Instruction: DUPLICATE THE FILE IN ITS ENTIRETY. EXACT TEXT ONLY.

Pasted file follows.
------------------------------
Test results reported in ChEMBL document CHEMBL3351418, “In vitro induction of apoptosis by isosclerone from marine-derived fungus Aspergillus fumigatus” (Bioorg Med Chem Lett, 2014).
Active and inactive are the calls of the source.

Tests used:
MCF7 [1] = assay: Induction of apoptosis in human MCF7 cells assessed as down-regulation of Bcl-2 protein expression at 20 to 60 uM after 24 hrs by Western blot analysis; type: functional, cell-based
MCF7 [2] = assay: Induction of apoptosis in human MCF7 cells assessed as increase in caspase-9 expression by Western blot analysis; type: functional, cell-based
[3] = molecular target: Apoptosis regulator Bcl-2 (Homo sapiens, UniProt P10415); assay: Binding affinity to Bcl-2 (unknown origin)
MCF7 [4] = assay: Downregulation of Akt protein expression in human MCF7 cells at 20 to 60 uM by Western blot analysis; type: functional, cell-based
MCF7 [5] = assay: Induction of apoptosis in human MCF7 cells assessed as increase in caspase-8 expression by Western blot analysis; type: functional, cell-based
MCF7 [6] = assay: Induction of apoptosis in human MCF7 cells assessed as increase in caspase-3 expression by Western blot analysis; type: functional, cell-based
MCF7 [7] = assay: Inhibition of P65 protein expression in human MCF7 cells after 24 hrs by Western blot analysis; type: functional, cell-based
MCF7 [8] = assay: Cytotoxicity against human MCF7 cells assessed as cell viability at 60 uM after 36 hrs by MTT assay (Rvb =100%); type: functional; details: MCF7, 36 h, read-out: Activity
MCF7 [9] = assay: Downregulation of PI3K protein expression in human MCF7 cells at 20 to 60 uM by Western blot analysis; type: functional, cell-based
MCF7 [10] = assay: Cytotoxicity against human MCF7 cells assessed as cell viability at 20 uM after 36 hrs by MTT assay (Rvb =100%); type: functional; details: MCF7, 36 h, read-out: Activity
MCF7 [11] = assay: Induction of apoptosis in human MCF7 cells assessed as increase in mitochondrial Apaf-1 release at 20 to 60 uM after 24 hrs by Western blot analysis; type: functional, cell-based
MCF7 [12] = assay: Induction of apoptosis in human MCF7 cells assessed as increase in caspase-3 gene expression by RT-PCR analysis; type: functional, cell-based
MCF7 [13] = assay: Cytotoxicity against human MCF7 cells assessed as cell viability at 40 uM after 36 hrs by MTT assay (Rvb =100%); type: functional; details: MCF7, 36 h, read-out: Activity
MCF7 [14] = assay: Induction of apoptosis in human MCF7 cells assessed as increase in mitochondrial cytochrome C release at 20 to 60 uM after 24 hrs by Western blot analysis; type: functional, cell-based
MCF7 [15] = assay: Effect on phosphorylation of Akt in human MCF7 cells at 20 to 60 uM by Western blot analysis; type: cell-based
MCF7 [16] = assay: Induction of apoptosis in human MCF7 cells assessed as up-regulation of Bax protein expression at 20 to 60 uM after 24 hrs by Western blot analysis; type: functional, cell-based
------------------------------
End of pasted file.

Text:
Test results reported in ChEMBL document CHEMBL3351418, “In vitro induction of apoptosis by isosclerone from marine-derived fungus Aspergillus fumigatus” (Bioorg Med Chem Lett, 2014).
Active and inactive are the calls of the source.

Tests used:
MCF7 [1] = assay: Induction of apoptosis in human MCF7 cells assessed as down-regulation of Bcl-2 protein expression at 20 to 60 uM after 24 hrs by Western blot analysis; type: functional, cell-based
MCF7 [2] = assay: Induction of apoptosis in human MCF7 cells assessed as increase in caspase-9 expression by Western blot analysis; type: functional, cell-based
[3] = molecular target: Apoptosis regulator Bcl-2 (Homo sapiens, UniProt P10415); assay: Binding affinity to Bcl-2 (unknown origin)
MCF7 [4] = assay: Downregulation of Akt protein expression in human MCF7 cells at 20 to 60 uM by Western blot analysis; type: functional, cell-based
MCF7 [5] = assay: Induction of apoptosis in human MCF7 cells assessed as increase in caspase-8 expression by Western blot analysis; type: functional, cell-based
MCF7 [6] = assay: Induction of apoptosis in human MCF7 cells assessed as increase in caspase-3 expression by Western blot analysis; type: functional, cell-based
MCF7 [7] = assay: Inhibition of P65 protein expression in human MCF7 cells after 24 hrs by Western blot analysis; type: functional, cell-based
MCF7 [8] = assay: Cytotoxicity against human MCF7 cells assessed as cell viability at 60 uM after 36 hrs by MTT assay (Rvb =100%); type: functional; details: MCF7, 36 h, read-out: Activity
MCF7 [9] = assay: Downregulation of PI3K protein expression in human MCF7 cells at 20 to 60 uM by Western blot analysis; type: functional, cell-based
MCF7 [10] = assay: Cytotoxicity against human MCF7 cells assessed as cell viability at 20 uM after 36 hrs by MTT assay (Rvb =100%); type: functional; details: MCF7, 36 h, read-out: Activity
MCF7 [11] = assay: Induction of apoptosis in human MCF7 cells assessed as increase in mitochondrial Apaf-1 release at 20 to 60 uM after 24 hrs by Western blot analysis; type: functional, cell-based
MCF7 [12] = assay: Induction of apoptosis in human MCF7 cells assessed as increase in caspase-3 gene expression by RT-PCR analysis; type: functional, cell-based
MCF7 [13] = assay: Cytotoxicity against human MCF7 cells assessed as cell viability at 40 uM after 36 hrs by MTT assay (Rvb =100%); type: functional; details: MCF7, 36 h, read-out: Activity
MCF7 [14] = assay: Induction of apoptosis in human MCF7 cells assessed as increase in mitochondrial cytochrome C release at 20 to 60 uM after 24 hrs by Western blot analysis; type: functional, cell-based
MCF7 [15] = assay: Effect on phosphorylation of Akt in human MCF7 cells at 20 to 60 uM by Western blot analysis; type: cell-based
MCF7 [16] = assay: Induction of apoptosis in human MCF7 cells assessed as up-regulation of Bax protein expression at 20 to 60 uM after 24 hrs by Western blot analysis; type: functional, cell-based